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Moore-Penrose pseudoinverse



B = pinv(A) returns the Moore-Penrose Pseudoinverse of matrix A.

B = pinv(A,tol) specifies a value for the tolerance. pinv treats singular values of A that are smaller than the tolerance as zero.


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Compare solutions to a system of linear equations obtained by backslash (\) and pinv.

If a rectangular coefficient matrix A is of low rank, then the least-squares problem of minimizing norm(A*x-b) has infinitely many solutions. Two solutions are returned by x1 = A\b and x2 = pinv(A)*b. The distinguishing properties of these solutions are that x1 has only rank(A) nonzero components, and norm(x2) is smaller than for any other solution.

Create an 8-by-6 matrix that has rank(A) = 3.

A = magic(8); 
A = A(:,1:6) 
A = 8×6

    64     2     3    61    60     6
     9    55    54    12    13    51
    17    47    46    20    21    43
    40    26    27    37    36    30
    32    34    35    29    28    38
    41    23    22    44    45    19
    49    15    14    52    53    11
     8    58    59     5     4    62

Create a vector for the right-hand side of the system of equations.

b = 260*ones(8,1)
b = 8×1


The number chosen for the right-hand side, 260, is the value of the 8-by-8 magic sum for A. If A were still an 8-by-8 matrix, then one solution for x would be a vector of 1s. With only six columns, a solution exists since the equations are still consistent, but the solution is not all 1s. Since the matrix is of low rank, there are infinitely many solutions.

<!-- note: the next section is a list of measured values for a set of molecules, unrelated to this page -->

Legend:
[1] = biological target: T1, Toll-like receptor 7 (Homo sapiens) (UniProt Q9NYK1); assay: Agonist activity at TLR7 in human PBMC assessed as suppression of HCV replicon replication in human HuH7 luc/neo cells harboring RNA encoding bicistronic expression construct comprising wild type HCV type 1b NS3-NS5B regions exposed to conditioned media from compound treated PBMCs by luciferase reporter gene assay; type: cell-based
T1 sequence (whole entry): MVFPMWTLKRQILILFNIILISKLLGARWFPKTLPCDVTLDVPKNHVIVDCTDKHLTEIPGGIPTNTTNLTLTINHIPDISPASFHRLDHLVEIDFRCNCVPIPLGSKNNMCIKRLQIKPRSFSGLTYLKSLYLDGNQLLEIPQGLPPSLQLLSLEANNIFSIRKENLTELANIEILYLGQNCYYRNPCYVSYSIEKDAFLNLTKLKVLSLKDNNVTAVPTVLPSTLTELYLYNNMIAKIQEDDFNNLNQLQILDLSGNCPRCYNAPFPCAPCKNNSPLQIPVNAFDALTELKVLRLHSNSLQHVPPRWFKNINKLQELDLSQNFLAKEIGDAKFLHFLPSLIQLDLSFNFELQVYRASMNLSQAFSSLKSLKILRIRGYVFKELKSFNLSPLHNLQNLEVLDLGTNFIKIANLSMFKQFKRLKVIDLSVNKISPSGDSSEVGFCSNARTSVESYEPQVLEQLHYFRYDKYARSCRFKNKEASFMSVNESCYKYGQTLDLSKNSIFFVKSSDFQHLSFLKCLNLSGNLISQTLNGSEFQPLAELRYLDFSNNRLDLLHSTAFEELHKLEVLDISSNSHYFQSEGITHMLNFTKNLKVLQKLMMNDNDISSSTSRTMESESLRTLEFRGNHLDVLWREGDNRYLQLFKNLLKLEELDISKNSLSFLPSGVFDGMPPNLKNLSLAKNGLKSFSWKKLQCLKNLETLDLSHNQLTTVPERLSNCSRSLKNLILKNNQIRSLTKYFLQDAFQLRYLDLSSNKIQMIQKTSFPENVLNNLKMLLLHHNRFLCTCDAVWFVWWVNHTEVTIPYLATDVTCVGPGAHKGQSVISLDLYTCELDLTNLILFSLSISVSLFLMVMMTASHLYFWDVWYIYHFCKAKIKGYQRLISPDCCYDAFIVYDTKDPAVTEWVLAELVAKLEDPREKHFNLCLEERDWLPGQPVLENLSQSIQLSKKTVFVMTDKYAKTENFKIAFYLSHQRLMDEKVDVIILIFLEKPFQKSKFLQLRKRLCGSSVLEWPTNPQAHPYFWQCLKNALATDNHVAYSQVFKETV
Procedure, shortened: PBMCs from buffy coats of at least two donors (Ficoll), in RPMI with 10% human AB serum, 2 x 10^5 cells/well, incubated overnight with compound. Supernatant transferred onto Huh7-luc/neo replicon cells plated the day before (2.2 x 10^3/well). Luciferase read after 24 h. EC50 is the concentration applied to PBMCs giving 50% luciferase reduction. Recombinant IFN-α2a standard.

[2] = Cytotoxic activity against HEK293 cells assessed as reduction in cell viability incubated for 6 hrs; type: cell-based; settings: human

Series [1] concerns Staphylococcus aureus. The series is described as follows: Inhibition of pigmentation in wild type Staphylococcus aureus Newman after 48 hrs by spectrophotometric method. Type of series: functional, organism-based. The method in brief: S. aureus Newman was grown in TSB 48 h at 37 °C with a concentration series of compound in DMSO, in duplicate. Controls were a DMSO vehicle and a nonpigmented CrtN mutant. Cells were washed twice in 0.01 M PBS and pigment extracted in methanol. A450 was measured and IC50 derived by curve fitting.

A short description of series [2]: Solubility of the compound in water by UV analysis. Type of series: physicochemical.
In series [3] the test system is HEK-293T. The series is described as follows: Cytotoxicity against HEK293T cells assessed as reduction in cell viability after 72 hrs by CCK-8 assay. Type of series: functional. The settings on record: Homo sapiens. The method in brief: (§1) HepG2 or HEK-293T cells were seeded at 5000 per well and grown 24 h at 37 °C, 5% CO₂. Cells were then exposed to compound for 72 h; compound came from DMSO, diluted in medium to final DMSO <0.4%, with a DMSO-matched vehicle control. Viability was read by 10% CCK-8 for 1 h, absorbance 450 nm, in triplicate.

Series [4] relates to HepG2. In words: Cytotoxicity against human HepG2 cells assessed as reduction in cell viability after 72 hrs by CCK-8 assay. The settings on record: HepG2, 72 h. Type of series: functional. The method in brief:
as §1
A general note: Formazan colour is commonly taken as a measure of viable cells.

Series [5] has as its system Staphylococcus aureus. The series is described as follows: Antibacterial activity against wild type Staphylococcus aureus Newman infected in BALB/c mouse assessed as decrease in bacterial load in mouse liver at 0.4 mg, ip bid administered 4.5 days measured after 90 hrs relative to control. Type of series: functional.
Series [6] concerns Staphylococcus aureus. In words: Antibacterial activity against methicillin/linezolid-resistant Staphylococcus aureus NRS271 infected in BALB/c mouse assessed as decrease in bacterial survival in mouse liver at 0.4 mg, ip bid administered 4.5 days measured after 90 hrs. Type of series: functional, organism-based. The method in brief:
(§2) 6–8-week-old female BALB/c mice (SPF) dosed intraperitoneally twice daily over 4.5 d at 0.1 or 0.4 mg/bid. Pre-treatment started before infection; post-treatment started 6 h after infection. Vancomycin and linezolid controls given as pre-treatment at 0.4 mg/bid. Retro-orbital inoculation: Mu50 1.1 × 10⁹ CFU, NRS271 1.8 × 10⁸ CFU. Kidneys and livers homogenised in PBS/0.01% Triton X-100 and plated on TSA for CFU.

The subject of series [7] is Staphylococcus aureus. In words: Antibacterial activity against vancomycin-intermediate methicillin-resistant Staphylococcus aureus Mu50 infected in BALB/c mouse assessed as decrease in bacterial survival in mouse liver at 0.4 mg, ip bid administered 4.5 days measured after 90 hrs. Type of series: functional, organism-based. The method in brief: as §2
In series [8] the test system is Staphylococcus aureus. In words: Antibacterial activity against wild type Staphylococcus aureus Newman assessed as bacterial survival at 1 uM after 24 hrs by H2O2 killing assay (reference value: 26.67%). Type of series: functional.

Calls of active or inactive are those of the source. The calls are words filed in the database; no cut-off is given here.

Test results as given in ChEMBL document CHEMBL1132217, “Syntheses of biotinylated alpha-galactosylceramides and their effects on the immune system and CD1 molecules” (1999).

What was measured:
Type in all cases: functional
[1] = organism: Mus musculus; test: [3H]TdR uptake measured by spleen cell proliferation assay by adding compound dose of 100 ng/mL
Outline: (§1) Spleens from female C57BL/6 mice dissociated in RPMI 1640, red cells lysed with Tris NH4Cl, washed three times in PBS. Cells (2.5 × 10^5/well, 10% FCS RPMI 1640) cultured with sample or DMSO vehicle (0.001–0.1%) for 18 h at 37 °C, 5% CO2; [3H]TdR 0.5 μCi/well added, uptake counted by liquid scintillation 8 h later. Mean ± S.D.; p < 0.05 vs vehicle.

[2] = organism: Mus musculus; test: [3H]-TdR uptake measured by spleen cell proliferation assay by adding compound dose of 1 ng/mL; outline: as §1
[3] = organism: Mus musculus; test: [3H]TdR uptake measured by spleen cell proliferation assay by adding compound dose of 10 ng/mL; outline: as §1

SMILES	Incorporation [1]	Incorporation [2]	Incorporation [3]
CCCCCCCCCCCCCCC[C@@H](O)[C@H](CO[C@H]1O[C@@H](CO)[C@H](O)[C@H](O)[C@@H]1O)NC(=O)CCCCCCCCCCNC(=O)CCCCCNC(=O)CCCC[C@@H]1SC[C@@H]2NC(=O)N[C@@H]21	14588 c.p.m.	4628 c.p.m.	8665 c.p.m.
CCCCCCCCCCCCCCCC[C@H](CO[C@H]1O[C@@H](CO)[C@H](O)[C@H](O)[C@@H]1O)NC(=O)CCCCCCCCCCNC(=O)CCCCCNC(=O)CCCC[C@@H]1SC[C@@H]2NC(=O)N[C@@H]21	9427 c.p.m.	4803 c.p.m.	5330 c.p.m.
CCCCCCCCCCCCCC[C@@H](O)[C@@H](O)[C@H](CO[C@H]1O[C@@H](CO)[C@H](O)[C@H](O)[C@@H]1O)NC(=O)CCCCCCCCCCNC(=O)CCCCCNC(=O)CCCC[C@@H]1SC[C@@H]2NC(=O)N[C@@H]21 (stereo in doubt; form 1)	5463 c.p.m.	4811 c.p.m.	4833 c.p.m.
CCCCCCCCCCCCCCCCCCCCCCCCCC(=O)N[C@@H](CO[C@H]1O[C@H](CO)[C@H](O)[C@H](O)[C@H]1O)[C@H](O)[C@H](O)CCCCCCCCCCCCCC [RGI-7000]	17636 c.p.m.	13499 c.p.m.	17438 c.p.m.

Solve for two of the solutions using backslash and pinv.

x1 = A\b
Warning: Rank deficient, rank = 3, tol =  1.882938e-13.
x1 = 6×1


x2 = pinv(A)*b
x2 = 6×1


Both of these solutions are exact, in the sense that norm(A*x1-b) and norm(A*x2-b) are on the order of roundoff error. The solution x1 is special because it has only three nonzero elements. The solution x2 is special because norm(x2) is smaller than it is for any other solution, including norm(x1).

ans = 5.0990
ans = 3.2817

Input Arguments

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Input matrix.

Data Types: single | double
Complex Number Support: Yes

Singular value tolerance, specified as a scalar. pinv treats singular values that are smaller than tol as zeros during the computation of the pseudoinverse.

The default tolerance is max(size(A))*eps(norm(A)).

Example: pinv(A,1e-4)

More About

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Moore-Penrose Pseudoinverse

The Moore-Penrose pseudoinverse is a matrix that can act as a partial replacement for the matrix inverse in cases where it does not exist. This matrix is frequently used to solve a system of linear equations when the system does not have a unique solution or has many solutions.

For any matrix A, the pseudoinverse B exists, is unique, and has the same dimensions as A'. If A is square and not singular, then pinv(A) is simply an expensive way to compute inv(A). However, if A is not square, or is square and singular, then inv(A) does not exist. In these cases, pinv(A) has some (but not all) of the properties of inv(A):


The pseudoinverse computation is based on svd(A). The calculation treats singular values less than tol as zero.


  • You can replace most uses of pinv applied to a vector b, as in pinv(A)*b, with lsqminnorm(A,b) to get the minimum-norm least-squares solution of a system of linear equations. lsqminnorm is generally more efficient than pinv, and it also supports sparse matrices.


pinv uses the singular value decomposition to form the pseudoinverse of A. Singular values along the diagonal of S that are smaller than tol are treated as zeros, and the representation of A becomes:


The pseudoinverse of A is then equal to:


Extended Capabilities

Version History

Introduced before R2006a

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